The “fluid” themed issue of Modus was too good an opportunity to pass up: I pitched a feature about surveyors working in the world of wine. Happily they went for it, so I went to meet a property-developer-turned-château-negociant in the Bordeaux vineyards, who talked me through the 50 questions every prospective buyer should ask, and why they should forget about making any money. I spoke to an Australian agrarian about the toll that climate change is already taking on the Riverland’s parched vines and the financial woes of its major exporters. And, closer to home, I interviewed a fine-wine auctioneer in Cambridge about snaffling a bargain as the colleges turn out their cellars – and how to avoid a very expensive disappointment.
Weird and wonderful education buildings fill the pages of the autumn issue of Concrete Quarterly magazine, which my company produces for the Concrete Centre. There’s a Zaha Hadid university extension in Oxford that bends round a giant redwood tree to connect two Victorian houses – and whose computer-generated design is impossible to show on plan or section. Thomas Heatherwick was banned from including corridors and corners from the Nanyang learning centre in Singapore, so he created eight bulging hive-like towers, minutely embellishing every curving surface into the bargain. Then there’s a research facility outside Paris that could be easily mistaken for a public park, hidden under three vast, undulating green roofs. And after all that, Stirling Prize winner Burntwood school by AHMM makes a relatively sedate cover star.
In August, the Concrete Centre asked my company Wordmule to develop another new magazine format – this time, a sort of compendium drawing together content from previous issues of Concrete Quarterly on a particular theme. The first focuses on tall buildings, to tie in with the global high-rise building boom and an event the Concrete Centre was hosting. We created a flexible, repeatable format with a mix of new and old content, and a refreshed look and feel, both distinct from CQ but clearly related. Read it here.
Niall Martin, COO of Mission Therapeutics, is stumped. This comes as little surprise given his company’s business is “developing small molecule drugs to target deubiquitinating enzymes involved in the DNA damage response, with the aim of inducing synthetic lethality”. But that’s not the problem. It’s space. “We’ve got 35 people and we could expand. We’re looking to get finance, we’re looking at grants and deals with other companies, and all of those are bringing in headcount. We could go to 45 within the next few months but we just don’t have the space to do that.”
This is the challenge facing many SME firms in the UK life sciences industry, the subject of this special report for Estates Gazette. The government wants the UK to become the global hub for life sciences, a sprawling £868bn mega-sector spanning pharmaceuticals, medical technology and biotechnology and encompassing everything from hospital equipment and prosthetic limbs to drug development and gene therapy. But SMEs are the lifeblood of the industry, and if they can’t find suitable lab space, they can’t grow. The fundamental problem seems to be reconciling biotech’s dynamism with property investors’ craving for certainty. Laboratories are expensive to build and highly specialised for different fields, but corporate life cycles are short and unpredictable. Firms may swell exponentially when their eureka moment arrives, or disband overnight if it turns into a dead end. So what’s the answer? I spoke to people across the property and life sciences sectors trying to make a breakthrough.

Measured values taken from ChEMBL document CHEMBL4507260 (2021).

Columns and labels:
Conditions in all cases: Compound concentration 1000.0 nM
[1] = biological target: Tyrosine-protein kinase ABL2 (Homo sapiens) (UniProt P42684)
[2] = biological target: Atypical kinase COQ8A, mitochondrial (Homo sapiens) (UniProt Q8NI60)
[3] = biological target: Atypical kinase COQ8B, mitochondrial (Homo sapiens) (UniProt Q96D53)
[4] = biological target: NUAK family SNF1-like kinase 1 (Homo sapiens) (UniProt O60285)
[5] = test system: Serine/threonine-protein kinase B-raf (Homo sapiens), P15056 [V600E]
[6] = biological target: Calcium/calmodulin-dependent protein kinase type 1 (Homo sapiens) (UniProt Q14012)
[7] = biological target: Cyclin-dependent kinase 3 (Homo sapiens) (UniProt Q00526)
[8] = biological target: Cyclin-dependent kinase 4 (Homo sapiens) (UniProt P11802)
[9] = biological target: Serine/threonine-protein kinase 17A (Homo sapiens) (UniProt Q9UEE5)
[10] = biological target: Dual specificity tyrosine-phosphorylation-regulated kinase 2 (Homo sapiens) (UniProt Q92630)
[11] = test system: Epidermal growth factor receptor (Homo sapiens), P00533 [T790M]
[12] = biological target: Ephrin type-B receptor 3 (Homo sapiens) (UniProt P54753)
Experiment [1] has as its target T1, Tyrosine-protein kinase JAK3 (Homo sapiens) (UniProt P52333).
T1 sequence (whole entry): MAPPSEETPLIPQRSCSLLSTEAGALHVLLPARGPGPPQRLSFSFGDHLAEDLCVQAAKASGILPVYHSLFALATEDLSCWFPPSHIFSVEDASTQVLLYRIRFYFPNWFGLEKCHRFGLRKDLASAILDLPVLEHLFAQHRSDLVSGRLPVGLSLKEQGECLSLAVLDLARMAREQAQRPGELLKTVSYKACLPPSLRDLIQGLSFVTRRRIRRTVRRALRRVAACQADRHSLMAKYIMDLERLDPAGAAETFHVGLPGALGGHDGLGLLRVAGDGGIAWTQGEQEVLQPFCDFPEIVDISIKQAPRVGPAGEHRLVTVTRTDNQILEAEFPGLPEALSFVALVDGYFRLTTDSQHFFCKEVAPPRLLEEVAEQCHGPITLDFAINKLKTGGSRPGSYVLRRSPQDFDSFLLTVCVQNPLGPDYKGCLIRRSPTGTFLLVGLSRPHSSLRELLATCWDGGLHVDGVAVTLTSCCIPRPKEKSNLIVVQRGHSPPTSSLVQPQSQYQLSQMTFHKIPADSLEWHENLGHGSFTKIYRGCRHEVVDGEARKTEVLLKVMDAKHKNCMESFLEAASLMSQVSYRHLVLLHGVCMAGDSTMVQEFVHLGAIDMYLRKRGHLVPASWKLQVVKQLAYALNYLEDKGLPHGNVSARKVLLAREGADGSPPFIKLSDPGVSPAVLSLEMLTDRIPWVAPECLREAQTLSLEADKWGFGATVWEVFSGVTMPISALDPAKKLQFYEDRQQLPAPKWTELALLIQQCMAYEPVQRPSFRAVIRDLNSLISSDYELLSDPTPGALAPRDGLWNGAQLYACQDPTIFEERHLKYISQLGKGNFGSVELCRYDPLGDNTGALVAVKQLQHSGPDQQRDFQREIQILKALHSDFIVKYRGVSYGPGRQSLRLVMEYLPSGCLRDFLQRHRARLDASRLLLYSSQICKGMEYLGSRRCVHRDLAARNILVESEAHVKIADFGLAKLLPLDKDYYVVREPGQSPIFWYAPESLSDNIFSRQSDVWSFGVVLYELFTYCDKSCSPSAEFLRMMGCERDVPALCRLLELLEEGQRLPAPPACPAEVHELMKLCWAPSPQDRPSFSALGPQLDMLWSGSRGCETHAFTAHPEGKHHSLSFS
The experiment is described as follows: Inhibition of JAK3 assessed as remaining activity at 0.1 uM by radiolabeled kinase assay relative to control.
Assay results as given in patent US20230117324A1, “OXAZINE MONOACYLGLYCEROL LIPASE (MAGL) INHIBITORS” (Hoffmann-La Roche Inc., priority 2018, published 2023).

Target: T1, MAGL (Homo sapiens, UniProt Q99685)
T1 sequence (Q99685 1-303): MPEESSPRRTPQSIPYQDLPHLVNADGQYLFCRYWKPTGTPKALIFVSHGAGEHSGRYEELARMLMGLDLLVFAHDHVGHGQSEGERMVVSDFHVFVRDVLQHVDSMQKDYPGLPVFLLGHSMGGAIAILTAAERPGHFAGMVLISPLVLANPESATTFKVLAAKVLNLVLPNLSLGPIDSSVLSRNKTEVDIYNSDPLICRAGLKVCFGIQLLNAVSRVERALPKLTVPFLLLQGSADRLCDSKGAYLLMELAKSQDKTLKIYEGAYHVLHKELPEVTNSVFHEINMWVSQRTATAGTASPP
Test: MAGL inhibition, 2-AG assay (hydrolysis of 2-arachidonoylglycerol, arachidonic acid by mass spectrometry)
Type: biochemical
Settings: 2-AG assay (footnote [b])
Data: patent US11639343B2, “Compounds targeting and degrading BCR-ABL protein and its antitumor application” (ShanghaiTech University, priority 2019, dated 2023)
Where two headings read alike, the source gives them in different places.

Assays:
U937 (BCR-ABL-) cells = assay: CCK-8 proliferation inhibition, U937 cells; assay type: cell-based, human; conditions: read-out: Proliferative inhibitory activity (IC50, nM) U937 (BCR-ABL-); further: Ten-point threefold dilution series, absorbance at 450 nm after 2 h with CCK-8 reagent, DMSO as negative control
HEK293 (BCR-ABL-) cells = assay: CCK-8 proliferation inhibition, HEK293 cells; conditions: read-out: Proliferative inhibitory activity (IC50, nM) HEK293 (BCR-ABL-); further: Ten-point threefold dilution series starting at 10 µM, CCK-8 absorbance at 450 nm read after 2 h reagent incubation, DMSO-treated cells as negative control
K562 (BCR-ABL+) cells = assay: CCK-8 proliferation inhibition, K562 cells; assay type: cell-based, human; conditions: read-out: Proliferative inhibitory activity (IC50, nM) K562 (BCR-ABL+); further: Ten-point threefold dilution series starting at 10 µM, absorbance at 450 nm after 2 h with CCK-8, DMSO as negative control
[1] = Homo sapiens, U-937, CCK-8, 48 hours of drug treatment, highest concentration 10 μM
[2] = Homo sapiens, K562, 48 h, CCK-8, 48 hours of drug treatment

The Midlands is renowned for its metal exports in many forms. What is less well known is that it’s the UK’s medical technology heartland, which means it produces quite a lot of hospital equipment and orthopaedic devices too. Medtech is an £18bn subsector of the UK’s life sciences industry, and together, the West and East Midlands are home to 30% of companies. In this piece for Estates Gazette, I interviewed Sir Albert Bore, leader of Birmingham city council, about his mission to raise the region’s medtech profile and the £800m property portfolio he’s identified to do it.
Inside Housing is the most widely read magazine for the UK social housing sector. I edited a 36-page supplement to tie in with the biggest event in the housing calendar, the Chartered Institute of Housing’s annual conference in Manchester. As social landlords waited anxiously to find out their fate under the new Conservative government, the supplement took an in-depth look at the apparently unstoppable shift of power from Westminster to the regions, and whether councils could ever reprise their role as major housebuilders.
The magazine also included four “sponsored chapters” – bespoke editorial produced in association with a sponsor on a particular topic. The overarching theme inevitably became “doing more with less”, as ever-deeper spending cuts force those providing public services to make some difficult choices.
Last time Britain faced a housing crisis on this scale, it was local authorities that built our way out of it. The days when council building departments threw up gargantuan estates may be long gone, but there has been a quiet renaissance over the last three years as they deliver a small but growing proportion of new homes. Whether this is a scalable part of a long-term solution or just a blip in the continuing decline of council stock will depend on the policies of the new government – and it’s already clear that it’s not going to be easy. I interviewed a man who’s really hoping it’s the former: Eamon McGoldrick, managing director of the National Federation of ALMOs – the arm’s length management organisations that are responsible for most of this housebuilding. The article appeared in Inside Housing magazine, in a supplement which I also edited.